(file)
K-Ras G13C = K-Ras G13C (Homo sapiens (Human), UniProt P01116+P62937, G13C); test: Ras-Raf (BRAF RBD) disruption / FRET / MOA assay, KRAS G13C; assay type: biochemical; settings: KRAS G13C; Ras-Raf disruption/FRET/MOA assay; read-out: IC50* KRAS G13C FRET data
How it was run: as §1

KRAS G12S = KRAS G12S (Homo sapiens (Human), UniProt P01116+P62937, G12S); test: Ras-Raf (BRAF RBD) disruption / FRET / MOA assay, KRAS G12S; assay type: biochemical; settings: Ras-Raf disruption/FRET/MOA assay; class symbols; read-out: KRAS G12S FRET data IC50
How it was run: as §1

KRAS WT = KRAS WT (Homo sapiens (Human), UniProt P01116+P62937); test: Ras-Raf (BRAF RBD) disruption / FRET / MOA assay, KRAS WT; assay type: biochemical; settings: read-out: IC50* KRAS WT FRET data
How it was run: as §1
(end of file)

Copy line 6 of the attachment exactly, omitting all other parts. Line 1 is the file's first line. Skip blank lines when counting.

How it was run: as §1